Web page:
Job No. 1 for MBA Applicants: Staying On Message

Photograph by Thomas Chadwick/Gallery Stock

A guest post from Rose Martinelli, the former longtime admissions director at the University of Chicago’s Booth School of Business, where she wrote a popular admissions blog, The Rose Report.

Now that you’ve selected the MBA programs you’ll be applying to, the real work begins. Today, I’d like to focus on creating your application strategy.: crafting essays, choosing recommenders, and obtaining transcripts.

In my last blog post, I asked you to gather up the requirements for each school in your set. Let’s get started.

Step One: The first step is to lay out all the required essays and application components in a matrix/chart in order to see the breadth of opportunities you have for sharing your particular message. While there will be some similarities in questions, it will be important for you to write each essay specifically tailored to that school’s questions.

When creating the matrix, be as specific as possible, noting the actual wording of each school’s essay questions (as well as which ones are optional). Are interviews required, or by invitation only? Is it enough to list extra-curricular activities or are you expected to provide more detailed information? Is a résumé required? How about original transcripts? How many recommendations are needed, and are there any guidelines for who should supply them?

Step Two: Know what you want to communicate in your application. Sometimes the story you want to tell and the questions that are asked by the school are not well-matched, so it will be your job to figure out how best to utilize all the application components to convey your particular message. As with the chart you created in step one, create your own personal matrix of the important elements you wish to convey in your application (work experience, personal attributes, goals, why you want an MBA—and why now—passions, team experience, and so forth). If you need a refresher for how to do this, go back to the self-assessment work you did earlier. During this process, you should also think about particular stories that can best demonstrate each of these areas.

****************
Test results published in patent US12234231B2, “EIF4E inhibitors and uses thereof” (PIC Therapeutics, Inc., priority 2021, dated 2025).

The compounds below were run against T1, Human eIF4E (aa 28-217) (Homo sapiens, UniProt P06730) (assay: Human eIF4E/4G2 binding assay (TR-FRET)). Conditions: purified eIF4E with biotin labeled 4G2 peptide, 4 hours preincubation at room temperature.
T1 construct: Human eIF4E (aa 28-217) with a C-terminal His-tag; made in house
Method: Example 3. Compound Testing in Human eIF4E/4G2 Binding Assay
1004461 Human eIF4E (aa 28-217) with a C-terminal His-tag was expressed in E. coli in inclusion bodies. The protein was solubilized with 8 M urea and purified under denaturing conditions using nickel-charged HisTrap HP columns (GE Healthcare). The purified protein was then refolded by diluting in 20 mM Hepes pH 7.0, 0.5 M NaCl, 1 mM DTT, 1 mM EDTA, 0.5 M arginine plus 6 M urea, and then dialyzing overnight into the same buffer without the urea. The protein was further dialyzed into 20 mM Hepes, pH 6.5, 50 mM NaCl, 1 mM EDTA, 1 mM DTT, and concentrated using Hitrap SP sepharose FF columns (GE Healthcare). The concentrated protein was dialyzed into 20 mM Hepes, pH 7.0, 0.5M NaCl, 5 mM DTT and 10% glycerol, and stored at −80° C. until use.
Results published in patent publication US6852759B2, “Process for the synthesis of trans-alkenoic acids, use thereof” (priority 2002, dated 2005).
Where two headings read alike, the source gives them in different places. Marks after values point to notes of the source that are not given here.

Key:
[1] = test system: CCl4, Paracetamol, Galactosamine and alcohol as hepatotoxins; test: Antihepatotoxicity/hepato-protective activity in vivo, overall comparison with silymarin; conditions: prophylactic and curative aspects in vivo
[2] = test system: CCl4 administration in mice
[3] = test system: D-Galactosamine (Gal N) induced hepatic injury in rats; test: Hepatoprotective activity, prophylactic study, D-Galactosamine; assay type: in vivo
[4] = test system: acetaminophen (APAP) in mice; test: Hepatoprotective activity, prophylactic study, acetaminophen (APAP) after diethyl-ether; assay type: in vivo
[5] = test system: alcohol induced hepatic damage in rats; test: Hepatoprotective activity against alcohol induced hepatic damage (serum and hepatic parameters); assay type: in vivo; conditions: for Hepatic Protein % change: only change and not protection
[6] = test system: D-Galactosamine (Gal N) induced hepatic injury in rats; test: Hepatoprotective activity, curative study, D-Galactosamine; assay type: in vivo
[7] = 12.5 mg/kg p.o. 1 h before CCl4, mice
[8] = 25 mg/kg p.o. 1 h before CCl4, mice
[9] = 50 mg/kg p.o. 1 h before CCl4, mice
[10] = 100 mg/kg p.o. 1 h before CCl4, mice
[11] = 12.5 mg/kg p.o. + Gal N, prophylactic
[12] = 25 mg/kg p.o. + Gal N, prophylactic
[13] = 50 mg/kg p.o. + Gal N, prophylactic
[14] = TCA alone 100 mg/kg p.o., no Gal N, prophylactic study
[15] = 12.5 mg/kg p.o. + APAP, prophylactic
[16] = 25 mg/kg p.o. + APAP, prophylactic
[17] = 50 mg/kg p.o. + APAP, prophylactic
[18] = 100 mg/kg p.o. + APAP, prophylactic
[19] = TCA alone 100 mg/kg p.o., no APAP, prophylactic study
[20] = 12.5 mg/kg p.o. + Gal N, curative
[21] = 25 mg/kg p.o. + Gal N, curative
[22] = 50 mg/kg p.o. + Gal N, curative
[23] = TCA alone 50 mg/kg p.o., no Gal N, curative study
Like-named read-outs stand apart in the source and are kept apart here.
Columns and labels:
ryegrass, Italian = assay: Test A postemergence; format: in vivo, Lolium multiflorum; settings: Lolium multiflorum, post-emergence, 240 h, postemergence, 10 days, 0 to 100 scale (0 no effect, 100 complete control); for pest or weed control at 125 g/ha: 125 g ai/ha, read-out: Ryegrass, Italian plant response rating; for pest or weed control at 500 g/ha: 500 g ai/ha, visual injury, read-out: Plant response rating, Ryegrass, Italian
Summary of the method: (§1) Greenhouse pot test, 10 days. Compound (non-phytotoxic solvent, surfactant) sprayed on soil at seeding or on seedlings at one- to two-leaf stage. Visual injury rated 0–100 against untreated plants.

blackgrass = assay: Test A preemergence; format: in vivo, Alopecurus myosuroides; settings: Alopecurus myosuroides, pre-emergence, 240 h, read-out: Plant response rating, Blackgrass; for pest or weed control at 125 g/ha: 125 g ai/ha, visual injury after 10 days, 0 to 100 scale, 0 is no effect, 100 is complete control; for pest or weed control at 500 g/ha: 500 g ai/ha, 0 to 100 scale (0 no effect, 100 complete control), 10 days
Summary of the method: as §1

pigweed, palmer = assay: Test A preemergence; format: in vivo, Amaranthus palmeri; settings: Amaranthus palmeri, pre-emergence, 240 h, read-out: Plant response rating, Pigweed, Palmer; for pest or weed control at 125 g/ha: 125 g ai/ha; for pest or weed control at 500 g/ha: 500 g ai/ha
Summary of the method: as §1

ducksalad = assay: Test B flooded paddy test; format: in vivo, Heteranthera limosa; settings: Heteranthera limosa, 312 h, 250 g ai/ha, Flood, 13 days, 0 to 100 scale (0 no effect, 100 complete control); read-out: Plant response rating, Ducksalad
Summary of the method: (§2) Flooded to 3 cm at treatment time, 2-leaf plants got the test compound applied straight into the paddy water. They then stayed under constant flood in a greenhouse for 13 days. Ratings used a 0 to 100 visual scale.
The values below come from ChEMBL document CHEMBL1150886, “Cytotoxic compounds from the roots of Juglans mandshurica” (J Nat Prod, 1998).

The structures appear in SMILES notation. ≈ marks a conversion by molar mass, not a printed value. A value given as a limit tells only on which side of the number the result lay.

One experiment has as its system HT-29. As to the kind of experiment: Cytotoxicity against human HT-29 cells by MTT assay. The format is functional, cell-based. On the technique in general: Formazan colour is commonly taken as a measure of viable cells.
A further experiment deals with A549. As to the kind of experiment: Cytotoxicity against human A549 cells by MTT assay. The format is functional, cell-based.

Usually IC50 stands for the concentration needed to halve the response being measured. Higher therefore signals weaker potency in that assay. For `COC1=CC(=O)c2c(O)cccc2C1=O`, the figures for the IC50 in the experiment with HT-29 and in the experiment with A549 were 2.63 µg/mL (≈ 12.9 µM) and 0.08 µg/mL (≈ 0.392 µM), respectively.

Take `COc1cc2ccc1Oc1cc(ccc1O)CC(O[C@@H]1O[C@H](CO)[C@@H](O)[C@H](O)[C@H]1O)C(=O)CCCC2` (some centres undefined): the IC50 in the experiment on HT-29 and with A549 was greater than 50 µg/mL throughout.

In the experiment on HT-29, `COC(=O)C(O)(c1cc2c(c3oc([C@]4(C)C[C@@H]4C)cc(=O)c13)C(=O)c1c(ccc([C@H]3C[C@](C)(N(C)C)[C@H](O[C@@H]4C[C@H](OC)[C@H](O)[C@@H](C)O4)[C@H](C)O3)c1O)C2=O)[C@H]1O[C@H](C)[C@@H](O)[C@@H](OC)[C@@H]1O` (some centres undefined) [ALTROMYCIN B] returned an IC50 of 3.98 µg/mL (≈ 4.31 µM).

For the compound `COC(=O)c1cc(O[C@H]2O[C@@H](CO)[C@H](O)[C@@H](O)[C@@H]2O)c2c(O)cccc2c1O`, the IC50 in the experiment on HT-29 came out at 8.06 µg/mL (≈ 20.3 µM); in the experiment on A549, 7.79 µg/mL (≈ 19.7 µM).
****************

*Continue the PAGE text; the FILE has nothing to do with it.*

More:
Step Three: The third step involves mapping your priorities into the application components. For instance, where can you talk about your work helping a neighborhood nonprofit that is important to you?  For one school, it could fit into the essay question concerning your future goals, or the catch-all essay, “What else should we know?” For another school, it might be a better fit for the essay question about a successful team interaction.

Not everything needs to be covered in the essays. Your work with the neighborhood nonprofit can be listed under extracurricular activities, addressed in one of your recommendations, or mentioned during the interview. You should plan to do this exercise for each school to ensure you cover your story, regardless of the questions asked in each application. Think similarly about who might be able to write a recommendation that could highlight or emphasize an area of importance to you. Once you’ve finished this process, you’re ready to get to work on your application.

We’ll talk more about the process of writing essays in my next post.

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